My work as a day-of wedding coordinator kicks in about a month before the wedding. While I check in with my clients every month, the "dot your i's and cross your t's" work doesn't begin until the wedding day looms. Unfortunately, by that point, my clients — and particularly the brides — are really over wedding planning.
"I don't even like talking about the wedding," one woman told me. It was weeks before her wedding and she was getting it from all sides: "Every day, everyone is asking me, 'How's the wedding planning coming?'"
What do they want me to say? she wondered. "I tell them, 'It's normal. I've got a timeline. Do you want to see it?'"
They never do.
"I think they want me to be excited or stressed," she said. "Or maybe they're just being polite and don't actually want me to bore them with the details." (Mind you, she had to be bored stiff with the details for months.)
The response is no better if you just want to vent.
"You can't bitch about it to almost anybody because when you do, everyone's like, 'Oh, your wedding will be so lovely. It will be so wonderful.'"
Um, who said it wouldn't be? "I'm just venting about the frustration about how much time it takes and how much money everything costs and those things are irritating to me and I'm a vocal person and I need to share it.'"
But you're not supposed to do that, are you?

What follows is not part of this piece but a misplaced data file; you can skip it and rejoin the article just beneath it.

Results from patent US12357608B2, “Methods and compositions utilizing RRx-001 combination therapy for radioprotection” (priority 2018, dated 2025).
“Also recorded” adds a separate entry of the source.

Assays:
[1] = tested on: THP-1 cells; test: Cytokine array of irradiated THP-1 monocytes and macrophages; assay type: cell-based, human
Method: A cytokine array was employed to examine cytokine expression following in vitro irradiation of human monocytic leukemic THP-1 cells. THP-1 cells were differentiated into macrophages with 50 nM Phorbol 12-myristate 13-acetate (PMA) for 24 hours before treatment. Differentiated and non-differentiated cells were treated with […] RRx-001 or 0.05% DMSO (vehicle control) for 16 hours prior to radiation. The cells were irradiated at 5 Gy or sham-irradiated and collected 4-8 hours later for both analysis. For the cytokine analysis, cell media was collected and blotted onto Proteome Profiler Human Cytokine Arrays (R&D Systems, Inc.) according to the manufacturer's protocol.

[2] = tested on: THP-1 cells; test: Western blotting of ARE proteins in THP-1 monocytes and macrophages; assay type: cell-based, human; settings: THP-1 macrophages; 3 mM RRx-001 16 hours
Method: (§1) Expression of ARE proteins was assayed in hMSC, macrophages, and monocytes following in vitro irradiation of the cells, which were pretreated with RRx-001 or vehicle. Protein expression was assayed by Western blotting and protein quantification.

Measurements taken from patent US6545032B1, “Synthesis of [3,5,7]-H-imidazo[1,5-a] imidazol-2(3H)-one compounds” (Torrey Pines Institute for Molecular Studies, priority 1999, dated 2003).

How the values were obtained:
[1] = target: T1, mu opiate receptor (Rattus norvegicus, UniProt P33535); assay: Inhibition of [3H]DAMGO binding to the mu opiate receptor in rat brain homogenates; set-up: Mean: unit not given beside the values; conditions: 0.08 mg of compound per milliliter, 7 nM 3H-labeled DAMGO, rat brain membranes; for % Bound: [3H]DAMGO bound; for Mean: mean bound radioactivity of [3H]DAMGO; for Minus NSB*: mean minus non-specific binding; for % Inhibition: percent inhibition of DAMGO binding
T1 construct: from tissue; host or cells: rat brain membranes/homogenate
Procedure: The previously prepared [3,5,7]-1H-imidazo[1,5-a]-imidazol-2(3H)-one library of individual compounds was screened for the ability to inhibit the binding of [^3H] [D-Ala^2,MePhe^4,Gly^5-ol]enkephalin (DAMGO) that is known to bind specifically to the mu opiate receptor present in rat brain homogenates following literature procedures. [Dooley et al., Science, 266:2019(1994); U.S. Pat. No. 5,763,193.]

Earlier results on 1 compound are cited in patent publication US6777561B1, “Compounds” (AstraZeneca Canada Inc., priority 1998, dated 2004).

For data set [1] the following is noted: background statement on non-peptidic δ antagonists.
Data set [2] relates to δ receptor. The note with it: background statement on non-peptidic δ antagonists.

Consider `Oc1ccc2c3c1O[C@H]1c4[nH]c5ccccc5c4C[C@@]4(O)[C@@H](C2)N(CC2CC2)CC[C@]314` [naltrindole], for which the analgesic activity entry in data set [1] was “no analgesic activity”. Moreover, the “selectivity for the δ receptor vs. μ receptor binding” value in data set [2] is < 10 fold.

You're supposed to be quiet and demure and consumed with the gravity of becoming A Wife. You're supposed to be above all the petty grievances that in any other situation you'd be at full liberty to air. You're supposed to be an angel, decked in white.
My clients show this emotional fatigue in different ways. Often, they just stop answering emails. Other times, they buckle down, becoming so absorbed by details that they can't be bothered to have any fun. Either way, their message is the same: "Can we please get this over with already?"
What a horrible situation this puts women in. What should be a joyous occasion has become so much work that they can't even enjoy it. It becomes yet another thing they have to do.
We can change this.
Let's start by no longer asking the bride how the wedding is going. If we must know, ask the groom (if there is one). Better yet: Ask the groom when the bride is in the room.
Give her permission to not care. Tell her: "It's OK your wedding isn't the center of your whole life. It shouldn't be. That would be unhealthy."
Ask her about anything else: her work, her hobbies, her life outside of being an Engaged Woman. Then, if it feels natural, ask about the wedding. Give her proof that her identity wasn't lost the moment she put on a ring. Treat her like you always did.
Have something to share? Email me at email@example.com